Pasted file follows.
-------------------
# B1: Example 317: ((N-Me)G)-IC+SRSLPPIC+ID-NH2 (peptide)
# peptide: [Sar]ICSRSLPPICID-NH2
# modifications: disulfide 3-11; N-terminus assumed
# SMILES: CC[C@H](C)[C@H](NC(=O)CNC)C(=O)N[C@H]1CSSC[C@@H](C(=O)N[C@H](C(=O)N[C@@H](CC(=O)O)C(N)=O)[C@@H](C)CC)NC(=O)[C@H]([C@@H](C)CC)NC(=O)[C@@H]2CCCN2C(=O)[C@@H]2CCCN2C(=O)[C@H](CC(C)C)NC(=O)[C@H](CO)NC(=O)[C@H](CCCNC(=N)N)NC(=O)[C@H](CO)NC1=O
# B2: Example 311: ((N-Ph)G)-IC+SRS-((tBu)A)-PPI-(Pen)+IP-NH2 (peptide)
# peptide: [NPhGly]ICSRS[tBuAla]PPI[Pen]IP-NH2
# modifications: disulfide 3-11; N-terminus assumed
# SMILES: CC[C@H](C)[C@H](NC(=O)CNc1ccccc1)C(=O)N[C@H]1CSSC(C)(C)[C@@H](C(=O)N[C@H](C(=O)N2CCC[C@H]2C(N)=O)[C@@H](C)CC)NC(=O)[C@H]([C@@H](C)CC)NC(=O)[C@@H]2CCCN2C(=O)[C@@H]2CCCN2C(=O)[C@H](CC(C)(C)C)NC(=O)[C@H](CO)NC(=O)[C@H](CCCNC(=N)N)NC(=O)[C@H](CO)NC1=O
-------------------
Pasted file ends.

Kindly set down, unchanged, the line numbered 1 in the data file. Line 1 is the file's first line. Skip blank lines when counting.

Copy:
# B1: Example 317: ((N-Me)G)-IC+SRSLPPIC+ID-NH2 (peptide)